Every so often a peek at the future comes along that seems hard to believe but ultimately makes sense. That was the case with a story in The Washington Post about oil giant BP’s latest steps in adding the production of “clean energy” to its portfolio.

BP may be best-known in Mississippi for the explosion aboard one of its Gulf of Mexico drilling rigs a decade ago and the massive oil leak that followed. But the British company is making a large bet that the future of energy is one that’s less reliant on gasoline.

“Led by a new chief executive, BP is trying to reinvent itself as an energy company in the age of climate change,” the Post reported. “The company is shrinking its oil and gas business, revving up offshore wind power and developing solar and battery storage. It is even considering installing electric car charging kiosks at its gas stations, part of a drive to eliminate or offset its carbon emissions to a net zero level by 2050.”

The company said earlier this month that it is spending $1.1 billion for a half ownership in a wind farm off the shore of Massachusetts and New York. It already owns half of a European solar energy company that is still developing its plans. It owns Great Britain’s largest car-charging network, along with one in China. It even wants to help cities and utilities buy packages of renewable energy and the means to store it.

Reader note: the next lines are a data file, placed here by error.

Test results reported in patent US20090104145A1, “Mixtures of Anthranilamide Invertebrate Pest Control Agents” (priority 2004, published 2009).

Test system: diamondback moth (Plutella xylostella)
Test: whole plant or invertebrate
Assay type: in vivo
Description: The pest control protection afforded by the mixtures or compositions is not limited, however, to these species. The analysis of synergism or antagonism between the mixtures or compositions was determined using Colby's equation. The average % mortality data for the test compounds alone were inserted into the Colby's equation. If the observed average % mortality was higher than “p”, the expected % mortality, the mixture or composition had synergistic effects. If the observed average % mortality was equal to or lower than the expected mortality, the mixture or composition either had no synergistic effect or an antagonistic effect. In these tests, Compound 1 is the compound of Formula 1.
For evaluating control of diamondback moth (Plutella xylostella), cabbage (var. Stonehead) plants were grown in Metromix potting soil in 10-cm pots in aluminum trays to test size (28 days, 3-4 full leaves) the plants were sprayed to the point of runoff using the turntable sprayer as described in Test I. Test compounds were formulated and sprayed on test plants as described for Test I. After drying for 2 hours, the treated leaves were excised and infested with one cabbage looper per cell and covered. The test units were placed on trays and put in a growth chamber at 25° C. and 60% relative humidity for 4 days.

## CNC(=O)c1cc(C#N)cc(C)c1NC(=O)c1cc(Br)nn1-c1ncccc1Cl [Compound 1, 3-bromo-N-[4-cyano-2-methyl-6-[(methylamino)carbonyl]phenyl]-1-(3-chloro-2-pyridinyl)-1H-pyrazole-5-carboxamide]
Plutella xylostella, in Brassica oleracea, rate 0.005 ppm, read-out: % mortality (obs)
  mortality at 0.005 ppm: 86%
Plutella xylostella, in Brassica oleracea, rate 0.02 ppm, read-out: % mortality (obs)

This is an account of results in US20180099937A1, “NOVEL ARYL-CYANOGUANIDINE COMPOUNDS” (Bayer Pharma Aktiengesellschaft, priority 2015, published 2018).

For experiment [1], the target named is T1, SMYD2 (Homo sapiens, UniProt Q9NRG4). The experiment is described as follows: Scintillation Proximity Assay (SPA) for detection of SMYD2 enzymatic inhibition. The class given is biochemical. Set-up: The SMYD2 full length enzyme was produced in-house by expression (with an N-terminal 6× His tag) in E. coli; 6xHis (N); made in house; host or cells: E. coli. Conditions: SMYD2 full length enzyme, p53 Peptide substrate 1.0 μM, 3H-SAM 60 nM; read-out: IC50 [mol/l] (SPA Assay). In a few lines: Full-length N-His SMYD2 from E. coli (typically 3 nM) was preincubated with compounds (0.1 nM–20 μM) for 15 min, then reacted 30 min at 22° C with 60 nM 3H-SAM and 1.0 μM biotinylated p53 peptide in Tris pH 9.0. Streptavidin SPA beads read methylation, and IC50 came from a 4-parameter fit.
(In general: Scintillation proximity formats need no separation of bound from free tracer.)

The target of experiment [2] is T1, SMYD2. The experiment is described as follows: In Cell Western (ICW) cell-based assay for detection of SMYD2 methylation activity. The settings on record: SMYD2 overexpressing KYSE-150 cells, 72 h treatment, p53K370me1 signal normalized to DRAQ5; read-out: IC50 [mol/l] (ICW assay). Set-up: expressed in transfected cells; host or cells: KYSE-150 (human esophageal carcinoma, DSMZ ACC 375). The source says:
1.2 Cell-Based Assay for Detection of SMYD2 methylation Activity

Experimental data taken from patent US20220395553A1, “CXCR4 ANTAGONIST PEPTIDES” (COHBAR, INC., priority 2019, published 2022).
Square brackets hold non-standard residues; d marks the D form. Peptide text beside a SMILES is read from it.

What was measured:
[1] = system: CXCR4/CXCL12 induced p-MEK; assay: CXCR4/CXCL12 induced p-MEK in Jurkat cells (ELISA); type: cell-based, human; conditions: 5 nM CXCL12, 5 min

The company’s CEO said BP will increase its spending on low-carbon energy products by a factor of 10, to $5 billion a year, by the end of the 2020s. By most measuring sticks, that would be a huge investment. But not for Big Oil. That $5 billion amounts to only 40% of BP’s current annual capital spending.

Based on the rising amount of non-oil investing, it sounds as though BP envisions its ultimate rebirth as an electric utility rather than a company that finds natural resources and refines them into gasoline and similar products.

That’s a huge change, and business analysts are right to question whether BP — or any other member of the Big Oil club — can make such a wrenching transformation successfully. It’s a monumental task.

Perhaps the biggest signal of BP’s vision for the future is in its financial statements. This year the company reduced the estimated value of its oil and gas reserves, which basically means they don’t expect to make as much money selling them as originally forecast. That implies less demand for oil, which in turn implies a long-term shift to cars that get power from something other than gasoline.

Despite today’s electric and hybrid cars, the world has not given up on petroleum. But if BP and other firms are correct, the coming years will include a huge transformation in automobiles. This peek at the future makes sense.

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